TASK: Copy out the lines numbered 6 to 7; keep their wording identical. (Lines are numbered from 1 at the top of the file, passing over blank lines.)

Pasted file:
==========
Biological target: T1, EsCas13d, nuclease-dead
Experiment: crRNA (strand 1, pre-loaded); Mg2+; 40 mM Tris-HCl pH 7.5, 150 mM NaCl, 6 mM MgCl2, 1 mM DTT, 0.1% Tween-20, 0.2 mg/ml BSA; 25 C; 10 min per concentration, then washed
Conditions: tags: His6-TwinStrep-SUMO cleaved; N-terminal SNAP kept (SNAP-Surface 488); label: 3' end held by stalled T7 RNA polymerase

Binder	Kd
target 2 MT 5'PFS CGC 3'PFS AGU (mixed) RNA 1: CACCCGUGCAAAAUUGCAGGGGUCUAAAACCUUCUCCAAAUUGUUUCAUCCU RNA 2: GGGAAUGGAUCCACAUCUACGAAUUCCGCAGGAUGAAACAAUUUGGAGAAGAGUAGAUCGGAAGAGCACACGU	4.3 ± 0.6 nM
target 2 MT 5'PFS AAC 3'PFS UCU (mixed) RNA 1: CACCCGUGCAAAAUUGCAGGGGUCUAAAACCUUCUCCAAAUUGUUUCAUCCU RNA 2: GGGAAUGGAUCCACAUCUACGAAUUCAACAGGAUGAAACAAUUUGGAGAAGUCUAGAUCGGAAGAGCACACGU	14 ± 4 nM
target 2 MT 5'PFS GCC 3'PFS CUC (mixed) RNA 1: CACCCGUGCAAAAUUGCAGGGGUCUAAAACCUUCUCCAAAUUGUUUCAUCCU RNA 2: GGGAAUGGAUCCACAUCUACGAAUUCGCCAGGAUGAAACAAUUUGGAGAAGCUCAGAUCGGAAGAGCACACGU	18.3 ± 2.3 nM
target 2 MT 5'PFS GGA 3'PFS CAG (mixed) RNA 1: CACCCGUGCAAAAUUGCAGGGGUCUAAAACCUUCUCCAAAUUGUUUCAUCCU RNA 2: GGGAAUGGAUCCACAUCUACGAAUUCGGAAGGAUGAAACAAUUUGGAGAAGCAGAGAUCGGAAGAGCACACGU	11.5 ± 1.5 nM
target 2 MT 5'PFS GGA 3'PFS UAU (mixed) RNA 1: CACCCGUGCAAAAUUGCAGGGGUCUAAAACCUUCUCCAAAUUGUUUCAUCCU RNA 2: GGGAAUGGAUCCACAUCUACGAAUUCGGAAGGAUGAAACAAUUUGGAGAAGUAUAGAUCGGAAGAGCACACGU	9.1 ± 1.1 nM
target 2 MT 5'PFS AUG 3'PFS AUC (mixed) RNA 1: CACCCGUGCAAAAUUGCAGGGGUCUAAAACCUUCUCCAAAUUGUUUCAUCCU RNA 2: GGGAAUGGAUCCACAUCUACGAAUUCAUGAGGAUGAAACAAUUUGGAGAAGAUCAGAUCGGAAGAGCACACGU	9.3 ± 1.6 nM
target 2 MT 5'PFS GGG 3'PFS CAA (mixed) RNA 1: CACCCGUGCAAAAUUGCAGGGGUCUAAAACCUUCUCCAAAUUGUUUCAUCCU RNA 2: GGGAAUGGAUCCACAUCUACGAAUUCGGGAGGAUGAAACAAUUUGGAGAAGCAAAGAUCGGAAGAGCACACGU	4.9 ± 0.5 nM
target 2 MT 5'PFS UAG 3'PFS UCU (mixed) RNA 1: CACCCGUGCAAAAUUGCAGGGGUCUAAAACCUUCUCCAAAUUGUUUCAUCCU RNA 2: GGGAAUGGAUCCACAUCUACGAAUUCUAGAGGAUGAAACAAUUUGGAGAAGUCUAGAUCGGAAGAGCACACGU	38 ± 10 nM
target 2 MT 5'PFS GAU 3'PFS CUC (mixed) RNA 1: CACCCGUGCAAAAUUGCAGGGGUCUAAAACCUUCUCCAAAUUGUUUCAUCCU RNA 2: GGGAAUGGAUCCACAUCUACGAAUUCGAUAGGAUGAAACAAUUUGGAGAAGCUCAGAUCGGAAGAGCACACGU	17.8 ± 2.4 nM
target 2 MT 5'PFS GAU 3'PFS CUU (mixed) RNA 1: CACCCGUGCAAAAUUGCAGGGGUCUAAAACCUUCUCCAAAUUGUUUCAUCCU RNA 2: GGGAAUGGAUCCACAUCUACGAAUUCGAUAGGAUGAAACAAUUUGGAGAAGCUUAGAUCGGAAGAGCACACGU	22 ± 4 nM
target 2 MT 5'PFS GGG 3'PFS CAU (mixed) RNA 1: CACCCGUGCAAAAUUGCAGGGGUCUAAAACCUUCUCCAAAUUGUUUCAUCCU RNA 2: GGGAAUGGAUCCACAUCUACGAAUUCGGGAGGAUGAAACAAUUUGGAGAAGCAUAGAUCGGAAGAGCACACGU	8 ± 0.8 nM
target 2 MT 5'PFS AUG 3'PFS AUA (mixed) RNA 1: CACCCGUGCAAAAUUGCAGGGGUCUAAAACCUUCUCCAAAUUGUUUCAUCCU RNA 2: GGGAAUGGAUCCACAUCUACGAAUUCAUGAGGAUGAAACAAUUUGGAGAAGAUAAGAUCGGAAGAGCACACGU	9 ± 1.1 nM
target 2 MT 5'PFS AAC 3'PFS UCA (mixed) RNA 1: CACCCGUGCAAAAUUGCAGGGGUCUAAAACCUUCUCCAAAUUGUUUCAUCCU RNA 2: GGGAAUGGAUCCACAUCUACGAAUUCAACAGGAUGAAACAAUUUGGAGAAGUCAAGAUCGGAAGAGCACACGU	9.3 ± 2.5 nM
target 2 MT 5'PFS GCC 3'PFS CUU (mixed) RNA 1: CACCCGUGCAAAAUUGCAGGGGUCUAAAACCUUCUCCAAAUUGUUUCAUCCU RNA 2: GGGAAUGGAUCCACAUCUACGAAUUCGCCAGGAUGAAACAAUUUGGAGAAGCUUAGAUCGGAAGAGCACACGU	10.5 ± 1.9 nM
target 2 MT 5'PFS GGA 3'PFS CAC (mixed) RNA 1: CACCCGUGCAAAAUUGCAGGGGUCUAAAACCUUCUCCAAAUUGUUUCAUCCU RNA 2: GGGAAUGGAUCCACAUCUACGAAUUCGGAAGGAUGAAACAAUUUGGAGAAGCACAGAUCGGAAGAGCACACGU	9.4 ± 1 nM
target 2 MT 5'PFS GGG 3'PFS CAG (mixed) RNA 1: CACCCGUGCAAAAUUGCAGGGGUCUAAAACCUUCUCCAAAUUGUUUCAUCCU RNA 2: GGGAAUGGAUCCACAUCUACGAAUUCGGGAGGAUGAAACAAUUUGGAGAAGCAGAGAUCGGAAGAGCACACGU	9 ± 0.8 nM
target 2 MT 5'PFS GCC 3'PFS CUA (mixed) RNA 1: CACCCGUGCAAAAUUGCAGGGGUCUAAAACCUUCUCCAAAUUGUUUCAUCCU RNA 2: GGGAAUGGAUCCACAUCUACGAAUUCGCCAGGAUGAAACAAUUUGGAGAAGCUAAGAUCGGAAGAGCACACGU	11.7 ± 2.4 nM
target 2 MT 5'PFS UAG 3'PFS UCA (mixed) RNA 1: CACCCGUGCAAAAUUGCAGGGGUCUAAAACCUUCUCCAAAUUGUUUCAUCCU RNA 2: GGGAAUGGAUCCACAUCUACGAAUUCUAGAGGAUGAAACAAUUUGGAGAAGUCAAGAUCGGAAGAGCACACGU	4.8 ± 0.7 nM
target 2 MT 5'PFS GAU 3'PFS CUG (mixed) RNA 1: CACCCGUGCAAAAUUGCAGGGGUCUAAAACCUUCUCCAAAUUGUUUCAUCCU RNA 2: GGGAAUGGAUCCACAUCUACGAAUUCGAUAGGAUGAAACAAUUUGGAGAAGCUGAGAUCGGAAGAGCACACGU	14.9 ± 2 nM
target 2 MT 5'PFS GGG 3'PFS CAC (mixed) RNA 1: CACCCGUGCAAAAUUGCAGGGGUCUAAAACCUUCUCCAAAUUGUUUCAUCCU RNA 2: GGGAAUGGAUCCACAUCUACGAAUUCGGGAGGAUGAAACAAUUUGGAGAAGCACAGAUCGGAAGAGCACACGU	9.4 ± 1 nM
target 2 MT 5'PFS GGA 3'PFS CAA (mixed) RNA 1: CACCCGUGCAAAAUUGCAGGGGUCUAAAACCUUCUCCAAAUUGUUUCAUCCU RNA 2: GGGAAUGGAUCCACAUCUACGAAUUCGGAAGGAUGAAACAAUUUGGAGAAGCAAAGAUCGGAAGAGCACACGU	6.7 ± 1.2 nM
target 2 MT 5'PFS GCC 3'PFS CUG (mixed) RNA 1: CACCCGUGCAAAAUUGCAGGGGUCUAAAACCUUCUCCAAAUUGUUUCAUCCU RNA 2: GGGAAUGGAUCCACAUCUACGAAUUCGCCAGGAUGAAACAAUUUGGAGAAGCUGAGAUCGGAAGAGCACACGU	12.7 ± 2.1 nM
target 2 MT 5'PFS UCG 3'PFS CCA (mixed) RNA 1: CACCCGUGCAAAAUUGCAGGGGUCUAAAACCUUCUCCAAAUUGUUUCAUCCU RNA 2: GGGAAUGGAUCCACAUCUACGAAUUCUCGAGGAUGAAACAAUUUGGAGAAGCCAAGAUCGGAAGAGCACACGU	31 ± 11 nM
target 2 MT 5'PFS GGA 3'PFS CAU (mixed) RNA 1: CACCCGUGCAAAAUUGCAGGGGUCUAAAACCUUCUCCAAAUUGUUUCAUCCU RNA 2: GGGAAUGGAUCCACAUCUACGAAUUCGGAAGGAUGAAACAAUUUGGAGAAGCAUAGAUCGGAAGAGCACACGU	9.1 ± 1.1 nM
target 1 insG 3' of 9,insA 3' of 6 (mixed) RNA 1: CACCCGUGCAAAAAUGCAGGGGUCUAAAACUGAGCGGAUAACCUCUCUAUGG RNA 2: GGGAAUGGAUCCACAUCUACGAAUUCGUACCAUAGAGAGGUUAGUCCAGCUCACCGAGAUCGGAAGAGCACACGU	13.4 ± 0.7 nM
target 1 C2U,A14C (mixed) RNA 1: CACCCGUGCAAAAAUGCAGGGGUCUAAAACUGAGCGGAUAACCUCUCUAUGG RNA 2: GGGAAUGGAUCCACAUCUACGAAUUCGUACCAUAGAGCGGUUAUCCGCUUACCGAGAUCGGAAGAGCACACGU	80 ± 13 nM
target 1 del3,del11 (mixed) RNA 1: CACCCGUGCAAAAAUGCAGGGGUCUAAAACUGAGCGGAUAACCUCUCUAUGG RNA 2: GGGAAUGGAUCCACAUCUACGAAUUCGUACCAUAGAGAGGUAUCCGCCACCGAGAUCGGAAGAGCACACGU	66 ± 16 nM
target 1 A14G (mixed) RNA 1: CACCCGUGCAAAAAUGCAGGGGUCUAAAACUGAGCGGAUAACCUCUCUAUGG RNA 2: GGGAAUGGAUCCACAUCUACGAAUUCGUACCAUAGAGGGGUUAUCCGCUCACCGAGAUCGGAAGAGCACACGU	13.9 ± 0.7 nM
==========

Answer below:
target 2 MT 5'PFS AAC 3'PFS UCU (mixed) RNA 1: CACCCGUGCAAAAUUGCAGGGGUCUAAAACCUUCUCCAAAUUGUUUCAUCCU RNA 2: GGGAAUGGAUCCACAUCUACGAAUUCAACAGGAUGAAACAAUUUGGAGAAGUCUAGAUCGGAAGAGCACACGU	14 ± 4 nM
target 2 MT 5'PFS GCC 3'PFS CUC (mixed) RNA 1: CACCCGUGCAAAAUUGCAGGGGUCUAAAACCUUCUCCAAAUUGUUUCAUCCU RNA 2: GGGAAUGGAUCCACAUCUACGAAUUCGCCAGGAUGAAACAAUUUGGAGAAGCUCAGAUCGGAAGAGCACACGU	18.3 ± 2.3 nM